What About the Work? — Visiting with Mary and Martha, part 8

These floors aren’t going to wash themselves, y’know.

This is the eighth in a series of twelve reflections on the story of Mary and Martha, found in Luke 10.38-42. If you’d like to read the whole series, start with the first post , where they are listed in full at the end of the piece.

As always, let’s begin with the text:

Now as they went on their way, he entered a certain village, where a woman named Martha welcomed him into her home. She had a sister named Mary, who sat at the Lord’s feet and listened to what he was saying. But Martha was distracted by her many tasks; so she came to him and asked, “Lord, do you not care that my sister has left me to do all the work by myself? Tell her then to help me.” But the Lord answered her, “Martha, Martha, you are worried and distracted by many things; there is need of only one thing. Mary has chosen the better part, which will not be taken away from her.” — Luke 10.38-42 (NRSV)

Sponge and dishtowel.

Add a little elbow grease and you’ll be golden.

What about the work?

Let’s imagine that Martha comes at this whole situation from a different angle — she experiences a giant leap in self-awareness, takes off her apron, and decides she wants to sit with Jesus, too. Even in this scenario, there is no arguing that there was work that needed to be done. People need to be fed, dishes washed, beds prepared. This wasn’t a Sabbath day; this was a day for ticking things off the list.

The Women’s Bible Commentary offers this simple thought: “The pressure of these tasks did not permit Martha to learn from Jesus.” (WBC, pg. 575) Is there an inherent discord between these tasks and learning from Jesus? What would have been the best way? Could they be combined, or delayed, or shifted? It seems that there must be a way to get the work done in the presence of Jesus. (Brother Lawrence , help us!)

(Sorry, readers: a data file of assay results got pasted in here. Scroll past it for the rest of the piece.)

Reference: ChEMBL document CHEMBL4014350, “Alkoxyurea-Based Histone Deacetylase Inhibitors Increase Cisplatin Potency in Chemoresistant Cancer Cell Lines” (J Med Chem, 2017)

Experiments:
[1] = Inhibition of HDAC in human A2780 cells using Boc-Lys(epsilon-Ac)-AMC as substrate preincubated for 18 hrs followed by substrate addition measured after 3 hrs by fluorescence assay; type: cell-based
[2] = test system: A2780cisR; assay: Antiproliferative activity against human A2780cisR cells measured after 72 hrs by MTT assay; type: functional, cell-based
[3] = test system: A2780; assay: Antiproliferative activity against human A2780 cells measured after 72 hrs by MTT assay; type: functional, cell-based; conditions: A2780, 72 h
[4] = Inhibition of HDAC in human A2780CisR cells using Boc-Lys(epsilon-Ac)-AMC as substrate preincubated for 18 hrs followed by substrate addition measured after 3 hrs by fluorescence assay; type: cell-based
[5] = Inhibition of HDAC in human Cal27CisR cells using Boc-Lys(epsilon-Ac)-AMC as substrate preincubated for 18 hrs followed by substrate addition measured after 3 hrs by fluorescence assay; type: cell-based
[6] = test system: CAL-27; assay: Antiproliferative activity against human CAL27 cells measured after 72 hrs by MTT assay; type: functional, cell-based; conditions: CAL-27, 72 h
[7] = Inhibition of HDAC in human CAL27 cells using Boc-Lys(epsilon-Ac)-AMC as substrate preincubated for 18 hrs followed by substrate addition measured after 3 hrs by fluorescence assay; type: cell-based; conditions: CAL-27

I’ve been wondering about Jesus’s attitude toward work. It seems that he is in favor of it, since he was there at creation (with the Father and the Spirit) and they called their work good. It also seems that he thinks we shouldn’t worry about it, that things will work out, and provision will come like it does to the birds and the lilies (Matthew 6.25-34).

So when and how does the action take place? Is there a secret to performing tasks from a state of peaceful presence with the Lord? How does this work? Where is the sweet spot between anxiously preparing dinner and sitting around talking with Jesus? How could Martha have enjoyed the presence of Jesus while also making sure people were fed? How can I do that in my own home?

I think I know what the answer is, and it’s not easy. It’s about being friends with Jesus and listening to him. There is no hard and fast rule about when to work and when to stop. You just need to be constantly listening to God’s Spirit whispering to you, teaching you both to enjoy your work at the right time and instructing you to stop when someone needs a band-aid or a hug. How maddening to not have a clear blueprint! But how freeing, too — right? The best way is rarely an easy way.

How can I find joy in my work today?
How can I stay open to the voice of Jesus in my work?
What can I do to pay close attention to the humans around me today?

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Resources used in this piece:
The Women’s Bible Commentary

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